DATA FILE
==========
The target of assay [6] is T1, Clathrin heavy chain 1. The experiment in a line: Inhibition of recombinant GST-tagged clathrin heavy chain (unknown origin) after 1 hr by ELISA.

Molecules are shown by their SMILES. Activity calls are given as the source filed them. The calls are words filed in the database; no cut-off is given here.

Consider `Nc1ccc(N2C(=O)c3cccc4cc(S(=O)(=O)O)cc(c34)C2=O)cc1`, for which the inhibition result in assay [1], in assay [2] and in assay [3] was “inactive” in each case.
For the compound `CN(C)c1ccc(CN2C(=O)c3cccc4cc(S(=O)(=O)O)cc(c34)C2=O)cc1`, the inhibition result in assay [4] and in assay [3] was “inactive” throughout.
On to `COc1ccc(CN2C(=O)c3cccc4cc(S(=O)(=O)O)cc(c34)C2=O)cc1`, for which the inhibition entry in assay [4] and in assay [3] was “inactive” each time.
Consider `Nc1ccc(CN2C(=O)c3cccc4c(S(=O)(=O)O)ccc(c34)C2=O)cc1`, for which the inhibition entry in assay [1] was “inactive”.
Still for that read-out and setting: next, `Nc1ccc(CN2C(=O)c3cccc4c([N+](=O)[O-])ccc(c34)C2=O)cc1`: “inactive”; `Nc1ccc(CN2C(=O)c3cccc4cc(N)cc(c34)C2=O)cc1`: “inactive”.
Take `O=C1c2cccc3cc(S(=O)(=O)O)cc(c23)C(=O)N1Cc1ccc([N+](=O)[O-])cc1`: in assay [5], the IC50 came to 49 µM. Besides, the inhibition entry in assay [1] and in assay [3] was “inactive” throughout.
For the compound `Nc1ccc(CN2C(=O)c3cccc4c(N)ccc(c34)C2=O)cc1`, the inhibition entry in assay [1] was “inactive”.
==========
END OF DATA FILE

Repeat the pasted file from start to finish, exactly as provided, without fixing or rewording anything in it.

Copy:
The target of assay [6] is T1, Clathrin heavy chain 1. The experiment in a line: Inhibition of recombinant GST-tagged clathrin heavy chain (unknown origin) after 1 hr by ELISA.

Molecules are shown by their SMILES. Activity calls are given as the source filed them. The calls are words filed in the database; no cut-off is given here.

Consider `Nc1ccc(N2C(=O)c3cccc4cc(S(=O)(=O)O)cc(c34)C2=O)cc1`, for which the inhibition result in assay [1], in assay [2] and in assay [3] was “inactive” in each case.
For the compound `CN(C)c1ccc(CN2C(=O)c3cccc4cc(S(=O)(=O)O)cc(c34)C2=O)cc1`, the inhibition result in assay [4] and in assay [3] was “inactive” throughout.
On to `COc1ccc(CN2C(=O)c3cccc4cc(S(=O)(=O)O)cc(c34)C2=O)cc1`, for which the inhibition entry in assay [4] and in assay [3] was “inactive” each time.
Consider `Nc1ccc(CN2C(=O)c3cccc4c(S(=O)(=O)O)ccc(c34)C2=O)cc1`, for which the inhibition entry in assay [1] was “inactive”.
Still for that read-out and setting: next, `Nc1ccc(CN2C(=O)c3cccc4c([N+](=O)[O-])ccc(c34)C2=O)cc1`: “inactive”; `Nc1ccc(CN2C(=O)c3cccc4cc(N)cc(c34)C2=O)cc1`: “inactive”.
Take `O=C1c2cccc3cc(S(=O)(=O)O)cc(c23)C(=O)N1Cc1ccc([N+](=O)[O-])cc1`: in assay [5], the IC50 came to 49 µM. Besides, the inhibition entry in assay [1] and in assay [3] was “inactive” throughout.
For the compound `Nc1ccc(CN2C(=O)c3cccc4c(N)ccc(c34)C2=O)cc1`, the inhibition entry in assay [1] was “inactive”.